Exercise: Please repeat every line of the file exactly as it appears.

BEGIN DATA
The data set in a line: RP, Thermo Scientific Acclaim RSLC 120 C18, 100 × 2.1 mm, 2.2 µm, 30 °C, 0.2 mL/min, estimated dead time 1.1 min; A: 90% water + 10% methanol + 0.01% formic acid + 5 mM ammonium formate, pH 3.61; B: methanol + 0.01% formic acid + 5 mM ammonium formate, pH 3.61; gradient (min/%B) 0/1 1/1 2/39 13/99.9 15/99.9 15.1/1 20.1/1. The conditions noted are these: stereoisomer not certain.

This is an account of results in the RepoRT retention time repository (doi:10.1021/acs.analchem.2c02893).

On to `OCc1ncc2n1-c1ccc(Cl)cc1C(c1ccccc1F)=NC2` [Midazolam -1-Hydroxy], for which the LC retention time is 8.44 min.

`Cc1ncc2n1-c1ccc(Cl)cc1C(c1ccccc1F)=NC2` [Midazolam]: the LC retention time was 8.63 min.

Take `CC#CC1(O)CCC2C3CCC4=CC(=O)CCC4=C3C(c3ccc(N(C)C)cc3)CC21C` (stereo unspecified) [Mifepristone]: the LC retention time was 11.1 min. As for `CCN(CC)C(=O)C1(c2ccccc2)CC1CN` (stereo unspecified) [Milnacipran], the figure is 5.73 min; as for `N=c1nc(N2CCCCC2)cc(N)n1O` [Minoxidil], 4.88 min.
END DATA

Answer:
The data set in a line: RP, Thermo Scientific Acclaim RSLC 120 C18, 100 × 2.1 mm, 2.2 µm, 30 °C, 0.2 mL/min, estimated dead time 1.1 min; A: 90% water + 10% methanol + 0.01% formic acid + 5 mM ammonium formate, pH 3.61; B: methanol + 0.01% formic acid + 5 mM ammonium formate, pH 3.61; gradient (min/%B) 0/1 1/1 2/39 13/99.9 15/99.9 15.1/1 20.1/1. The conditions noted are these: stereoisomer not certain.

This is an account of results in the RepoRT retention time repository (doi:10.1021/acs.analchem.2c02893).

On to `OCc1ncc2n1-c1ccc(Cl)cc1C(c1ccccc1F)=NC2` [Midazolam -1-Hydroxy], for which the LC retention time is 8.44 min.

`Cc1ncc2n1-c1ccc(Cl)cc1C(c1ccccc1F)=NC2` [Midazolam]: the LC retention time was 8.63 min.

Take `CC#CC1(O)CCC2C3CCC4=CC(=O)CCC4=C3C(c3ccc(N(C)C)cc3)CC21C` (stereo unspecified) [Mifepristone]: the LC retention time was 11.1 min. As for `CCN(CC)C(=O)C1(c2ccccc2)CC1CN` (stereo unspecified) [Milnacipran], the figure is 5.73 min; as for `N=c1nc(N2CCCCC2)cc(N)n1O` [Minoxidil], 4.88 min.